UTSA students learn through community service
For many students, Mondays signify the end of the weekend and the start of a new school week. For Danielle Hernandez, Mondays meant having the opportunity to give back to the community and apply her class work in the real world by working one-on-one with local elementary school students.
Hernandez was one of 30 students who participated in a service learning project through the Academy for Teacher Excellence (ATE), one of the centers in the College of Education and Human Development (COEHD) at The University of Texas at San Antonio (UTSA). Service learning, or the application of lessons learned in the classroom to real-world situations, is completed through semester or yearlong service projects. Hernandez’s project was mentoring Robotics Club members at Regency Place Elementary School’s, a dual-language, Title I elementary school in the Northeast Independent School District.
Once a week, Hernandez and the other UTSA student mentors involved in one of ATE’s service learning projects would travel to one of the seven participating elementary or middle schools in Southside ISD, South San ISD, Edgewood ISD, Northside ISD, or Northeast ISD, which serve a high number of Latinos and other under-served and under-represented student populations. There, they would work with students to develop 21st century skills through robotics in these informal learning clubs.
“Our job as leaders or mentors was to try to encourage them to reach higher and not give up,” said Hernandez, a COEHD interdisciplinary studies major with a concentration in math and science for fourth through eighth grade. “You could just see them light up and they were all excited about what they were going to do that day.”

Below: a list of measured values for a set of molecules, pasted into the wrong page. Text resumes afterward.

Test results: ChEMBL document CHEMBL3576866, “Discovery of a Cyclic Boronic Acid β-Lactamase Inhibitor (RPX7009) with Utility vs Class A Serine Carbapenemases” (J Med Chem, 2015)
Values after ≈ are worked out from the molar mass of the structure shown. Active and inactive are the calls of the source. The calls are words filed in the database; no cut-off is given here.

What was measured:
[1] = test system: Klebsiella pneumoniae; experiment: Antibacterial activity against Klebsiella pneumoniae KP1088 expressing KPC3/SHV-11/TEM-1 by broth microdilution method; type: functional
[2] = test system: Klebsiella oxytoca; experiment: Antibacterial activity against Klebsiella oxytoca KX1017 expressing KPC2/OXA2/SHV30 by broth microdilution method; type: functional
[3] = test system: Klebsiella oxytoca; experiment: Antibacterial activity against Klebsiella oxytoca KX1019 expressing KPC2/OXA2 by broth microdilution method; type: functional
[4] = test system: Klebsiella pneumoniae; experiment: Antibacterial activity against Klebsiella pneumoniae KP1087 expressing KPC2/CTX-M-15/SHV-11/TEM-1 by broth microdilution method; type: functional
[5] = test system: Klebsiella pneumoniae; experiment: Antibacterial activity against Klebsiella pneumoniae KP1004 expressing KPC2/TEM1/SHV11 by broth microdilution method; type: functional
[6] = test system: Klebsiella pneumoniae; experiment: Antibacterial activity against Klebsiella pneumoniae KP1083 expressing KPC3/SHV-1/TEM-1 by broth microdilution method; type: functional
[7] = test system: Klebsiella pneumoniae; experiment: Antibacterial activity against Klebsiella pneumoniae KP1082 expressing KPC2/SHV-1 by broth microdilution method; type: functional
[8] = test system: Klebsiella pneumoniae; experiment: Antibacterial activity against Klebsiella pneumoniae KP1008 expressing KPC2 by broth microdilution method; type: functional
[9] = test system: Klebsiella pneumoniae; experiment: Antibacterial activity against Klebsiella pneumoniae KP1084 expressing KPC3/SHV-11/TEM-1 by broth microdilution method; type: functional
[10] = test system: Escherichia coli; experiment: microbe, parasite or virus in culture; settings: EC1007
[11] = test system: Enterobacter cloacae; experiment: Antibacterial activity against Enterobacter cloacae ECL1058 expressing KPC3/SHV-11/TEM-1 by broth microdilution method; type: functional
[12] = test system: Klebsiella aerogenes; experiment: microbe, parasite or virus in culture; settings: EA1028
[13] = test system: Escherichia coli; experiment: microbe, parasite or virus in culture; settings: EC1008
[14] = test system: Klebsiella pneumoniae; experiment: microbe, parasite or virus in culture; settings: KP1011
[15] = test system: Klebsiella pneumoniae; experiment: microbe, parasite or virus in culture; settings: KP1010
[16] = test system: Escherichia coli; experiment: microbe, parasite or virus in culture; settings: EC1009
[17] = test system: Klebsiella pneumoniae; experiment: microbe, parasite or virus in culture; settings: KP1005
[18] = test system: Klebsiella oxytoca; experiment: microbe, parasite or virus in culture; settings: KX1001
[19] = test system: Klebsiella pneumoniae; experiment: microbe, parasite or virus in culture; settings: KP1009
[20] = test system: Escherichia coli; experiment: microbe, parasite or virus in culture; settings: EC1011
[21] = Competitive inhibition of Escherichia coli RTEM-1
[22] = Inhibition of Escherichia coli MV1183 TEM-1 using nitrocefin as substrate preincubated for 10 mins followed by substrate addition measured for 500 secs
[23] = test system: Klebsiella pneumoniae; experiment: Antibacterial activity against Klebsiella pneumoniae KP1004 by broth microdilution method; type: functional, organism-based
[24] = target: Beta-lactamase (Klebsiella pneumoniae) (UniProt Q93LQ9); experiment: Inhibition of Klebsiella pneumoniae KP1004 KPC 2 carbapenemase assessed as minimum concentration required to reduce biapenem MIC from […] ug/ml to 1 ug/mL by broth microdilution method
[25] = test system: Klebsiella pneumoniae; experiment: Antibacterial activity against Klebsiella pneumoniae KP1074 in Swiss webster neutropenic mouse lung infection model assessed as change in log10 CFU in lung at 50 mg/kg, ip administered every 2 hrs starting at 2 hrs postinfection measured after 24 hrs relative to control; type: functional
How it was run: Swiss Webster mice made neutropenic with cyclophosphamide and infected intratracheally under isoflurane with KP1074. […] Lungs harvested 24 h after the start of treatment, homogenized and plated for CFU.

The UTSA undergraduate student mentors were placed in groups of four to five and sent to the partner schools to assist the clubs’ sponsors and help the students achieve weekly goals, from building the robots to programming the robots to move a certain way.
“Sometimes we were trying to program it [the robot] to go straight, go left and turn around and all of the kids were really excited,” said Hernandez. “They wanted to be a part of something bigger. They knew they were going to compete and I knew that I was going to help them go through all of those processes and guide them to an end goal.”
According to ATE Principal Investigator Belinda Bustos Flores, service learning does more than give back to the community. The robotics clubs increase participants’ access to informal learning opportunities and enrich experiences that promote creativity and inquiry.
“[These schools] don’t necessarily have the funds for the resources that we can provide them under the grant,” said Shannon Sczech, ATE educational specialist. “Service learning has also been eye-opening for some of these UTSA student mentors to see how much some of these younger kids don’t have.”
Service learning is offered university- wide through the Inclusion and Community Engagement Center, but ATE’s Service Learning is unique. The service learning opportunities offered through ATE are open to all majors, allowing students from a multitude of disciplines to work together on a particular project, emphasizing cross-disciplinary collaboration. For Hernandez, that collaboration allowed her to work with engineering majors.